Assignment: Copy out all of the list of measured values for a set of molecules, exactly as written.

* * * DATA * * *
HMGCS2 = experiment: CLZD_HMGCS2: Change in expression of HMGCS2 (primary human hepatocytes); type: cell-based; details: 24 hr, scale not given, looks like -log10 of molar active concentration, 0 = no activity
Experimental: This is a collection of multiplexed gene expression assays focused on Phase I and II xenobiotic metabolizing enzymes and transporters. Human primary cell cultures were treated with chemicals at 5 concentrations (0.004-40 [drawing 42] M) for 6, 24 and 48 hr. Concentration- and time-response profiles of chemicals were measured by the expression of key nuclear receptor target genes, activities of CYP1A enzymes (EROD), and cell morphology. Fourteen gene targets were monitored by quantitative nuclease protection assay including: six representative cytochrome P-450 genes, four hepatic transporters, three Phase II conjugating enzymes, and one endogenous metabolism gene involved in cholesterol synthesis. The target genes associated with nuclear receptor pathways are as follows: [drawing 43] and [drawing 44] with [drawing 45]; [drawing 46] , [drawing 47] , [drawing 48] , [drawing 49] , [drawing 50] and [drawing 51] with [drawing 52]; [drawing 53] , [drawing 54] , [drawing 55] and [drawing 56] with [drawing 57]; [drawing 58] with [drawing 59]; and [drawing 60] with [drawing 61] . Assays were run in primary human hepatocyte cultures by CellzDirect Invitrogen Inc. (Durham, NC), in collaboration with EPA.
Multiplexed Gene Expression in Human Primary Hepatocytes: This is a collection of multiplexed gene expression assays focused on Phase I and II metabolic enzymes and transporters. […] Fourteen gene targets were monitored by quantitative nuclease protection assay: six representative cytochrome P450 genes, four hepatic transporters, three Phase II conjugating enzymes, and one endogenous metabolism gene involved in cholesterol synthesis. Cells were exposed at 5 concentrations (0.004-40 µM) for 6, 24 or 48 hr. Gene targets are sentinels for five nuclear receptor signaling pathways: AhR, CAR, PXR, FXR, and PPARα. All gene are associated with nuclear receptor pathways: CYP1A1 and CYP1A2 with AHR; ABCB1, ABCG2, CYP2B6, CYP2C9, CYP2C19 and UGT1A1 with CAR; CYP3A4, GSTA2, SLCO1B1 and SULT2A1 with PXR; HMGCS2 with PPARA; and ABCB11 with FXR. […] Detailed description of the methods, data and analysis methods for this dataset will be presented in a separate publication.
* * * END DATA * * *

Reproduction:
HMGCS2 = experiment: CLZD_HMGCS2: Change in expression of HMGCS2 (primary human hepatocytes); type: cell-based; details: 24 hr, scale not given, looks like -log10 of molar active concentration, 0 = no activity
Experimental: This is a collection of multiplexed gene expression assays focused on Phase I and II xenobiotic metabolizing enzymes and transporters. Human primary cell cultures were treated with chemicals at 5 concentrations (0.004-40 [drawing 42] M) for 6, 24 and 48 hr. Concentration- and time-response profiles of chemicals were measured by the expression of key nuclear receptor target genes, activities of CYP1A enzymes (EROD), and cell morphology. Fourteen gene targets were monitored by quantitative nuclease protection assay including: six representative cytochrome P-450 genes, four hepatic transporters, three Phase II conjugating enzymes, and one endogenous metabolism gene involved in cholesterol synthesis. The target genes associated with nuclear receptor pathways are as follows: [drawing 43] and [drawing 44] with [drawing 45]; [drawing 46] , [drawing 47] , [drawing 48] , [drawing 49] , [drawing 50] and [drawing 51] with [drawing 52]; [drawing 53] , [drawing 54] , [drawing 55] and [drawing 56] with [drawing 57]; [drawing 58] with [drawing 59]; and [drawing 60] with [drawing 61] . Assays were run in primary human hepatocyte cultures by CellzDirect Invitrogen Inc. (Durham, NC), in collaboration with EPA.
Multiplexed Gene Expression in Human Primary Hepatocytes: This is a collection of multiplexed gene expression assays focused on Phase I and II metabolic enzymes and transporters. […] Fourteen gene targets were monitored by quantitative nuclease protection assay: six representative cytochrome P450 genes, four hepatic transporters, three Phase II conjugating enzymes, and one endogenous metabolism gene involved in cholesterol synthesis. Cells were exposed at 5 concentrations (0.004-40 µM) for 6, 24 or 48 hr. Gene targets are sentinels for five nuclear receptor signaling pathways: AhR, CAR, PXR, FXR, and PPARα. All gene are associated with nuclear receptor pathways: CYP1A1 and CYP1A2 with AHR; ABCB1, ABCG2, CYP2B6, CYP2C9, CYP2C19 and UGT1A1 with CAR; CYP3A4, GSTA2, SLCO1B1 and SULT2A1 with PXR; HMGCS2 with PPARA; and ABCB11 with FXR. […] Detailed description of the methods, data and analysis methods for this dataset will be presented in a separate publication.